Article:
Tuesday, December 11, 2007

TrueCrypt Is Cool

My business requires me to safeguard the security of certain files. For years I have used Encrypted Magic Folders (EMF) from PC-Magic to encrypt those files, and to hide them from the view of an interloper. I loved it, because files were always encrypted on disk and yet were fully accessible to applications. However, when I upgraded to Vista 64, the new EMF crashed my system so completely that it was unbootable even in safe mode. I tried it twice, recovered twice with some difficulty, and gave up on EMF.

In the meantime I had heard about TrueCrypt, an open-source disk encryption package for Windows and Linux. It's free! I must admit that after I downloaded it, I needed some time to get my mind around it.

Here are the basics:
  • Using the TrueCrypt application you create a large "container" file on your system, larger than you will need to hold your encrypted files. It can be on any read/write disk, even a memory stick, and is initially filled with random data.
  • The container file can be copied, moved, deleted, or renamed just like any other file. It's not fragile. It can have any name and any file extension. You can have more than one.
  • With the TrueCrypt application, you mount that container file as a disk volume with its own drive letter. You choose the letter.
  • The TrueCrypt application runs in the background and manages TrueCrypt volumes.
  • Within the TrueCrypt volume you create folders, or copy them in, and create or copy in any files that ought to be encrypted. A TrueCrypt volume behaves exactly like any other disk, even though it's really just a file on your hard drive or mem stick. Every file within it is totally encrypted, including file names and even its file system.
  • Unused space in the TrueCrypt container file is filled with random data which cannot be distinguished from actual encrypted files.
  • When you open an encrypted file in an application, such as a wordprocessor or graphic editor, the file is decrypted on the fly so that the application sees it decrypted.
  • The file is never decrypted on disk, however, unless the application keeps temporary backup copies, and of course you should tell your applications to keep those in an encrypted volume too.
  • Backup of encrypted data is easy: Just dismount the encrypted volume and copy its container file, still encrypted, to the backup medium.
  • If the backup medium is another disk, mem stick, DVD, or CD-ROM, you can actually mount that backup container file whenever you want without ever copying it back to the original hard disk.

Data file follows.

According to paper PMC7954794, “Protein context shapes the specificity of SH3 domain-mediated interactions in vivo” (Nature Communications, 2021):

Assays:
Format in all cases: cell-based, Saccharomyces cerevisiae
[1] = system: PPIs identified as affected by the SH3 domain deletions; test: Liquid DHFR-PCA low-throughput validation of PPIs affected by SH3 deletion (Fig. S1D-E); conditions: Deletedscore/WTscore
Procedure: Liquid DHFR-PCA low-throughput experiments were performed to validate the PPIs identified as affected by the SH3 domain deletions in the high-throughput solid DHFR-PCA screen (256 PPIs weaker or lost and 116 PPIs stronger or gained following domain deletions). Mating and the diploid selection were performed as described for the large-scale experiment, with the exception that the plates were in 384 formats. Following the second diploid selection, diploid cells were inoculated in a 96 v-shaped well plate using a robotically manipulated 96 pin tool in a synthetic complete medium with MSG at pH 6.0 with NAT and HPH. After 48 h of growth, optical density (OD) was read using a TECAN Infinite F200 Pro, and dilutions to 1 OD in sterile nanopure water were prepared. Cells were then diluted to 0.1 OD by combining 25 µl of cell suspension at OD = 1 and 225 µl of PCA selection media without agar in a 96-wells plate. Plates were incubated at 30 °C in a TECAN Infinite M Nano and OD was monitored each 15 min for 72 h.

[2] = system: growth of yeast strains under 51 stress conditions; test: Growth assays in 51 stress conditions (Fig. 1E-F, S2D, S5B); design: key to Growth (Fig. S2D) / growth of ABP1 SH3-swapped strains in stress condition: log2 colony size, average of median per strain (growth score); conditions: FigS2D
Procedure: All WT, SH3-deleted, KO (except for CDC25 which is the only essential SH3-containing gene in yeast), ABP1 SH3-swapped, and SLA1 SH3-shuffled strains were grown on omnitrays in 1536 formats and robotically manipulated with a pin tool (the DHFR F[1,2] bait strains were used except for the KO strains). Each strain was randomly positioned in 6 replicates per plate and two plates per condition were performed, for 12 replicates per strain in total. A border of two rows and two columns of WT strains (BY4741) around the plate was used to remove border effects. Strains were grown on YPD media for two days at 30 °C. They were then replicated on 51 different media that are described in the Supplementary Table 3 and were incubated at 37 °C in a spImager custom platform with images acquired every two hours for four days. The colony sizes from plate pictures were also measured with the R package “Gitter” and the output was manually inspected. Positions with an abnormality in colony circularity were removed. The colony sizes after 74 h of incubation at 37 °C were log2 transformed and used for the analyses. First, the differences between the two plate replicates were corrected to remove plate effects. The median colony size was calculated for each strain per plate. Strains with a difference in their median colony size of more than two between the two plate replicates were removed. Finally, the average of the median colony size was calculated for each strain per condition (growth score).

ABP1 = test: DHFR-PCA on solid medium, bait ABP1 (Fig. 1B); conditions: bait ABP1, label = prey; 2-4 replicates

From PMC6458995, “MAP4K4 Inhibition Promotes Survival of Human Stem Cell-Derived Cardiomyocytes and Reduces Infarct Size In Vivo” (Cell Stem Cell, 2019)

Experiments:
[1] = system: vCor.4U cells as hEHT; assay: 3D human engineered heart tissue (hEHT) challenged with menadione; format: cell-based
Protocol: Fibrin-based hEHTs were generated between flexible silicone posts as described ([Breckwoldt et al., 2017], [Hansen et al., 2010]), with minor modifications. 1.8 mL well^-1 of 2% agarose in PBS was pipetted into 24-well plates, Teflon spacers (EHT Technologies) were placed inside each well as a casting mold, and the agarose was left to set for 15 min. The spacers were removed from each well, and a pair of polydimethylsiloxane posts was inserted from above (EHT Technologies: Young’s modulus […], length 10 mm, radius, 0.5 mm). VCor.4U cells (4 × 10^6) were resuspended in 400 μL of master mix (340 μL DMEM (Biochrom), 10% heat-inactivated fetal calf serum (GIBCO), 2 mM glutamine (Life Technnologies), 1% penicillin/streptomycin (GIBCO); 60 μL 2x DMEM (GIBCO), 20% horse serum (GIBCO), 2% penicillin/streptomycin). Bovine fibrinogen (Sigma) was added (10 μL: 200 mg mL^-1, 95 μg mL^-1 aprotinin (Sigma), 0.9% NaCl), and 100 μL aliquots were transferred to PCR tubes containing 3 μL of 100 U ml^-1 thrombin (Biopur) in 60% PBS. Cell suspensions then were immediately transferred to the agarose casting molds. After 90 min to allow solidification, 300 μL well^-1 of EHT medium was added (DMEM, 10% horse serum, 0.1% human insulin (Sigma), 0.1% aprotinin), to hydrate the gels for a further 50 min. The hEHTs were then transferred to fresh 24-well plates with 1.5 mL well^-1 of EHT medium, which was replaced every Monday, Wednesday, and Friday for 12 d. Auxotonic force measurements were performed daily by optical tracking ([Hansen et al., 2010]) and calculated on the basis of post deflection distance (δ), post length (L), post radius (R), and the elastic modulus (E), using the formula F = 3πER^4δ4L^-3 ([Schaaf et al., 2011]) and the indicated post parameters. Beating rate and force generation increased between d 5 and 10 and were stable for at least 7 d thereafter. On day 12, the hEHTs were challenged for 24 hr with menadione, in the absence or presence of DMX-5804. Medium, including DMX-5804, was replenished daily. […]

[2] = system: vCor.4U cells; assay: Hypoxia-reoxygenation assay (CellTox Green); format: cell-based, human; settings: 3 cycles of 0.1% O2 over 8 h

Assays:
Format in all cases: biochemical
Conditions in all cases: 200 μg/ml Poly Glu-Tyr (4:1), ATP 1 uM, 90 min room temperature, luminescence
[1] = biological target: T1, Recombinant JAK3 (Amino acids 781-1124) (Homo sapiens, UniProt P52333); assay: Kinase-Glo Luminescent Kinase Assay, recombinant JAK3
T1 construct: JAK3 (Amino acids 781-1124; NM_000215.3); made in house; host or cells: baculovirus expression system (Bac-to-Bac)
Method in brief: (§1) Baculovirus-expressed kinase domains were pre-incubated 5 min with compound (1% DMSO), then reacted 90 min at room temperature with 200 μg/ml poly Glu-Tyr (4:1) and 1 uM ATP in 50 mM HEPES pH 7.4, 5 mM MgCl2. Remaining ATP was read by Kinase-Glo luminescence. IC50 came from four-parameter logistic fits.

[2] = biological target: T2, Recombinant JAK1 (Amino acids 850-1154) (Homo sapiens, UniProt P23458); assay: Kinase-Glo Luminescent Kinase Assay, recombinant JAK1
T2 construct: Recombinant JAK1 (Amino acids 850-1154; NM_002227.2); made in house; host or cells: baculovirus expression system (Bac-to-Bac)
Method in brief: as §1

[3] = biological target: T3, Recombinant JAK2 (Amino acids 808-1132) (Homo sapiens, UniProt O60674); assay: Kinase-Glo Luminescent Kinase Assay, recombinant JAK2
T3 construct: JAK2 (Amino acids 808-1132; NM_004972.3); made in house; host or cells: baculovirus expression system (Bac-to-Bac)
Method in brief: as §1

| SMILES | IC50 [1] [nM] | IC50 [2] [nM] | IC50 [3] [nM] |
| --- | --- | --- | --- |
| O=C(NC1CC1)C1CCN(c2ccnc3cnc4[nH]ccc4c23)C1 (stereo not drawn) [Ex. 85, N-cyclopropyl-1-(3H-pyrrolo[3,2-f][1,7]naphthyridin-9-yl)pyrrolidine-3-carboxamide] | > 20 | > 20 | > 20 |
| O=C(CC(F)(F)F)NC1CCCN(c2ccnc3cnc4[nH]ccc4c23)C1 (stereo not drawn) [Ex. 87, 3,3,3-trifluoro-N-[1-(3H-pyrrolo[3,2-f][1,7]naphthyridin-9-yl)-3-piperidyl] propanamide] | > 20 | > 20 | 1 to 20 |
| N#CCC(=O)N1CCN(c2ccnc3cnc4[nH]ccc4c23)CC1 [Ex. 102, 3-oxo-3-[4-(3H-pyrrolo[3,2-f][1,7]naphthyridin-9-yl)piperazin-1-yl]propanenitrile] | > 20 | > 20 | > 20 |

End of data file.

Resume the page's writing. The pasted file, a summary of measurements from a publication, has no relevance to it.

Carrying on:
TrueCrypt Application Window
That's the simple view of TrueCrypt. There is lots more. For example:
  • Anyone examining your system or your disk can tell that you use TrueCrypt, and can probably even identify the container files.
  • However, you can host a TrueCrypt volume within another truecrypt volume in a manner that makes the internal volume both hidden and undectable even if the outer volume is mounted and visible. Really cool. The TrueCrypt people call this "plausible deniability," and consider it quite important.
  • Example: An adversary points a gun at you and demands to see your encrypted files. You can give them the password to the outer encrypted volume without ever revealing that an inner, hidden volume even exists. It's invisible. I don't actually see the need for a hidden volume in my business, but evidently some folks do.
  • You can host a truecrypt volume on a public computer, or another person's computer, without installing any software on that computer, so your encrypted files are portable.
  • You can tell TrueCrypt to mount certain TrueCrypt volumes automatically at bootup, though you will be required to enter a password to complete the mounting process.
  • TrueCrypt allows you to use any of eight different encryption algorithms and three different hash algorithms, making decryption by an adversary even more difficult.
I love it, and in fact am using it for my encrypted files on my new computer. It works very well indeed, even on Vista 64. It is certainly no more trouble than EMF was, and backup is much simpler. It is far better than Windows Encrypted File System (EFS) because: (1) EFS files are always available when you log on, whereas TrueCrypt files require you to enter another password; and (2) EFS files cannot easily be backed up in their encrypted form. TrueCrypt is also much simpler than Windows BitLocker encryption, which requires you to partition your drive and poses some risk of losing the entire drive if something goes wrong.

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